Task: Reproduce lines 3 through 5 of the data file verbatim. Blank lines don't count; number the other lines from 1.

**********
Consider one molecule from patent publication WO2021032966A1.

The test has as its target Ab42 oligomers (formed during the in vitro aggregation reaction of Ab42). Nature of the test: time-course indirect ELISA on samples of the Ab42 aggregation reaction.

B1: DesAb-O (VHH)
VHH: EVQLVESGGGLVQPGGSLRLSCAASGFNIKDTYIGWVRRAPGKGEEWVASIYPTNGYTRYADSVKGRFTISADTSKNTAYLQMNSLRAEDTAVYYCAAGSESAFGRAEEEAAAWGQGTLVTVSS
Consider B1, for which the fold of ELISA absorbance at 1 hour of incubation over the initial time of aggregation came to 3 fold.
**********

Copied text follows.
B1: DesAb-O (VHH)
VHH: EVQLVESGGGLVQPGGSLRLSCAASGFNIKDTYIGWVRRAPGKGEEWVASIYPTNGYTRYADSVKGRFTISADTSKNTAYLQMNSLRAEDTAVYYCAAGSESAFGRAEEEAAAWGQGTLVTVSS
Consider B1, for which the fold of ELISA absorbance at 1 hour of incubation over the initial time of aggregation came to 3 fold.